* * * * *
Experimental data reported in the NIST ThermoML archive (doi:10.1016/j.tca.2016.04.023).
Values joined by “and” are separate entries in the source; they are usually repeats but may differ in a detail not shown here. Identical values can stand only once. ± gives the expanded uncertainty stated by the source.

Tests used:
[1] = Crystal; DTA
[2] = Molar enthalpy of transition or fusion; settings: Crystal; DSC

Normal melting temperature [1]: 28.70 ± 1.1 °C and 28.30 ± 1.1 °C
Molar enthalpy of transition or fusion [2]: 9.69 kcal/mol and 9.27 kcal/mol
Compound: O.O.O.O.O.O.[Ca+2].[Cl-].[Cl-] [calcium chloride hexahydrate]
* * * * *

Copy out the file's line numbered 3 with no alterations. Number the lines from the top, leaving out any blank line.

Tests used: